– No, we had much more mainstream metal attention around 2003 with “Crest of The Martyrs”. We got to play Wacken twice, we had an album cover done by Derek Riggs, we were offered a tour with Saxon & Doro, and Michael Wagener personally offered to produce our follow-up album. That shit all fell apart when we declined the Saxon tour and we never returned to that level. So, if any kid is reading this, please take this one note to heart. Opportunities in music are rare and when they are offered – you accept or the door closes and the momentum ends. This was a listen I took into all aspects of my life. I remember so vividly how quickly things disintegrated that it just makes me grateful that I’m sitting here typing about my music at all anymore. We enjoyed a good ride of success though. Walpyrgus I believe is being received well and I think people are enjoying listening to it, but I don’t have big names coming out of the woodwork that want to work with us like we had 15 years ago with Twisted Tower Dire. So, it seems you are asking if I have any guilt because I’m sort-of “riding the coattail” of Twisted Tower Dire’s former success? No not at all because I had been working on getting music out there since 1991. I was sending shitty live demos of my death metal Golgotha to zines and everything I’ve done since has mbeen a slow building block process. Of course, there are guys like Marc and Dave who I never want to make to feel like I’m abandoning them, but they were busy at the time I started this band and I don’t feel like I’m beholden by anyone or any circumstances to focus my creativity in anyone particular one conduit. Also, I wrote every song on Twisted Tower Dire’s “Make it Dark”. That album was well-received by many, but it was also totally fucking shit on and crucified in some places like Terrorizer (UK). They said something to the effect of, “This band is washed up and shouldn’t exist”. Marc called me when he read it and was like, “What the fuck?!” I hate to admit it but it was honestly a pretty big disheartening mind-fuck. Maybe it stung so badly because we felt at the time that it was true. If I wrote another Twisted Tower Dire album you’d just get another version of “Walpyrgus Nights” but I don’t think it would be a as good. Marc and Dave don’t want to go as “rock & roll” as I do. They’re writing the main music for the next Twisted Tower Dire and I’ll be doing a good deal of the lyrics going back to where I was circa 1995-2003 lyrically with supernatural war topics. I think this way we’re creating something that will make old and new fans happy as well as the band itself. It should be added that Marc Stauffer and Dave Boyd are two of my oldest and closest friends. I love those guys with all my heart and I don’t think they would feel like I’m exploiting Twisted Tower Dire’s legacy for my own gain. If anything, Walpyrgus has drained my bank account, ha ha ha. I mean, they know what I’ve done to get us where we’ve gone and come. They know that I’m willing to give them my creative energy and that I won’t abandon them so I would hope it’s all good. I mean, I know it is fine as we talk often and openly. I’ve been through a fucking lot with those guys. I also hope Tony Taylor’s kids and wife Charry feel like we’re preserving Twisted Tower Dire’s legacy. That’s another factor in my brain of why I stepped back from Twisted Tower Dire after “Make it Dark”. I wrote “White Shadow” in 2004 for Tony to sing. I was thinking of his voice when I wrote it. I know he would have liked the lyrics. The chorus melodically sounds like 38 Special which was something I think Tony would have loved. I don’t necessarily think he would have liked “Snow Leopard” though. I have no idea. My thoughts are that I was indulging too much in what I wanted to create and not what was necessary to stay true to Twisted Tower Dire’s established trajectory. I think I got too caught up in reinvention and that “Make it Dark” should have been written under a different band name in hindsight.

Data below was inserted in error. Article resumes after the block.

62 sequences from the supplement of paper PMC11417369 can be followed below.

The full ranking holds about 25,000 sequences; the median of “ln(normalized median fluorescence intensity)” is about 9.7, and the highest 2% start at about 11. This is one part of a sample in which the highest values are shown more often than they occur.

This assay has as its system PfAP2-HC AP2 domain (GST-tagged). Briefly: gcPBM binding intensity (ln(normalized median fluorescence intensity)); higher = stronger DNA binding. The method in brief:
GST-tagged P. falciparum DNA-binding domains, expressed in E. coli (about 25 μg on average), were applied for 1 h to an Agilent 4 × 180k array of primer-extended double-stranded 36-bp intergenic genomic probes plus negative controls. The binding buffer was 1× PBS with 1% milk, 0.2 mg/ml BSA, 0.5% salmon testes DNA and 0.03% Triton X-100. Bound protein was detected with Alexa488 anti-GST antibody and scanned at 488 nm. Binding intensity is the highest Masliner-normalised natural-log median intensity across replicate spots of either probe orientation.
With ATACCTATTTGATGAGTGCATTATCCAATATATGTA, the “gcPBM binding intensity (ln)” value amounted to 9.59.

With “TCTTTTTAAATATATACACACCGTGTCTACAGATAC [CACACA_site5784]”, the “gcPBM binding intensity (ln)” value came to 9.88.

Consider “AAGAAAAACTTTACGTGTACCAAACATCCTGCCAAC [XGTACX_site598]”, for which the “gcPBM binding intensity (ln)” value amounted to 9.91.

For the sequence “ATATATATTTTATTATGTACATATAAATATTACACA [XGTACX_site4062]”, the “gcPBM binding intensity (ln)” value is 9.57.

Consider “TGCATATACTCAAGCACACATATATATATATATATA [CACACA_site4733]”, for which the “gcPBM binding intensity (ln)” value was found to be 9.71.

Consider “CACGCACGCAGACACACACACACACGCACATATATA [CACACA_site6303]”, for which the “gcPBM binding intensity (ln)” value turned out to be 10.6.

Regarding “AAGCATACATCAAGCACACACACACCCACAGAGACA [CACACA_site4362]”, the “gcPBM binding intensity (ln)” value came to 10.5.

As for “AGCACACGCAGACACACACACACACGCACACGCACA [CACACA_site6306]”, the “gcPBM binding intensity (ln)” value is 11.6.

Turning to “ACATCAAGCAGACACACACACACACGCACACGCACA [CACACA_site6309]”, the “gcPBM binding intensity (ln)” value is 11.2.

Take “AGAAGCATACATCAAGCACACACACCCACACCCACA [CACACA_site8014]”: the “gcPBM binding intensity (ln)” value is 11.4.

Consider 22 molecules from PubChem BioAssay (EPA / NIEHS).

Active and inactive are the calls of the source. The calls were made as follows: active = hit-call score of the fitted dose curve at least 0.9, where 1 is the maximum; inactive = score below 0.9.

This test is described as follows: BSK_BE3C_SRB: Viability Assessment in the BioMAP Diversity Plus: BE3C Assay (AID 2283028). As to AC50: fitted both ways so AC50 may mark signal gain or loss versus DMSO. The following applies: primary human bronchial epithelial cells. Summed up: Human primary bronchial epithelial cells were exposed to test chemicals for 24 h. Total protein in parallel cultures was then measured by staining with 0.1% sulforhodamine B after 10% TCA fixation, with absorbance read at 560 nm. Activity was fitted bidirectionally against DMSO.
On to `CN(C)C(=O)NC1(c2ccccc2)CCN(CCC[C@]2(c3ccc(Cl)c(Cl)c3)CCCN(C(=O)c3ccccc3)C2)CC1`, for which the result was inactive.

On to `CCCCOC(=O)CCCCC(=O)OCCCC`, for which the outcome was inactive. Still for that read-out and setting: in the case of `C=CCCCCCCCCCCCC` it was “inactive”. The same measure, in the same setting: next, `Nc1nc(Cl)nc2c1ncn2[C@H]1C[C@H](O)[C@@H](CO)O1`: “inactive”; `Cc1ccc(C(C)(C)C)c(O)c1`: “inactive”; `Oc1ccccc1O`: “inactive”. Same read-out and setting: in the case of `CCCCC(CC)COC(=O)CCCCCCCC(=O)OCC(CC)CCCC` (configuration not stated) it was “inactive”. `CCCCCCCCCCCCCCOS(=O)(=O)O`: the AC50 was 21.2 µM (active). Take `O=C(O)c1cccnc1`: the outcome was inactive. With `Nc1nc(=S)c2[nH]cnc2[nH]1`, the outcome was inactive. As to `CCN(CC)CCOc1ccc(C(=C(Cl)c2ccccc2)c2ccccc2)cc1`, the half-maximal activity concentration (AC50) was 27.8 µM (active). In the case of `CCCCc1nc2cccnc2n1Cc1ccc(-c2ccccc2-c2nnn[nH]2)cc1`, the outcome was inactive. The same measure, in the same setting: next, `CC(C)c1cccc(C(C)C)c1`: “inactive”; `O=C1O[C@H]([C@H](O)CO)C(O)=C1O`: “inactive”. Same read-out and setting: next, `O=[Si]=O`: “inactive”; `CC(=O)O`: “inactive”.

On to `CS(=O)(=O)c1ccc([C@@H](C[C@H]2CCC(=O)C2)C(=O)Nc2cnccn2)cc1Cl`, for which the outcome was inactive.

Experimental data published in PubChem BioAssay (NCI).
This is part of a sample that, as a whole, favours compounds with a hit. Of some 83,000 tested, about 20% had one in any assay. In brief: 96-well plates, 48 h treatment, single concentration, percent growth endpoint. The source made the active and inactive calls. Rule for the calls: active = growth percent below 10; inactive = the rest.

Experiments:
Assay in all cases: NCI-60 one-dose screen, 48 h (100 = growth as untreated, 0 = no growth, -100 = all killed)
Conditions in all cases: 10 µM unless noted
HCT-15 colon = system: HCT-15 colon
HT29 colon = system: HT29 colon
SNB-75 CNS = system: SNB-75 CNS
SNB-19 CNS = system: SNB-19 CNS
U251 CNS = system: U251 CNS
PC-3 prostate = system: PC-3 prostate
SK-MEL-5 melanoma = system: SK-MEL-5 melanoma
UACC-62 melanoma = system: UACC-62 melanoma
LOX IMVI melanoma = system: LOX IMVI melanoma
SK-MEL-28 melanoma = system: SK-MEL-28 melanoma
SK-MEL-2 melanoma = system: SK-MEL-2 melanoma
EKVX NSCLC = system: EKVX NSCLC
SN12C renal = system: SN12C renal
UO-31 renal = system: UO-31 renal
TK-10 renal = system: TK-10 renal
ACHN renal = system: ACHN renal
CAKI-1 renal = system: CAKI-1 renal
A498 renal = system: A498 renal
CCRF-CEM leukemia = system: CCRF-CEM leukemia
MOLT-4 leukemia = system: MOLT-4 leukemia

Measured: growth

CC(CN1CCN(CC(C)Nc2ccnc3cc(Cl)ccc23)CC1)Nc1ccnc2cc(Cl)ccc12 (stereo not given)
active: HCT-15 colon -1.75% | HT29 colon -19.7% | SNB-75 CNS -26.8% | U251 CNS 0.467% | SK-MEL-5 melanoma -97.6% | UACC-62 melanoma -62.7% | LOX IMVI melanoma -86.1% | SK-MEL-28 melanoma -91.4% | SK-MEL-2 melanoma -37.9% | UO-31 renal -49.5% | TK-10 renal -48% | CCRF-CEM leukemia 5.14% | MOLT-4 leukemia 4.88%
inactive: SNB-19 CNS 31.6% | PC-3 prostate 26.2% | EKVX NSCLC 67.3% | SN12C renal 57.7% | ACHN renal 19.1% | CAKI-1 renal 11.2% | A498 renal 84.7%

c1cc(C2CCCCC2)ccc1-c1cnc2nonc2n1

Exactly. You said about Twisted Tower Dire in the past that you wanted to reinvent the band for each album. As Walpyrgus represents an alternative, does this mean that what we hear on “Walpyrgus Night” is pretty much what to expect from this band in the future, that there is not a desire to “reinvent” in this band?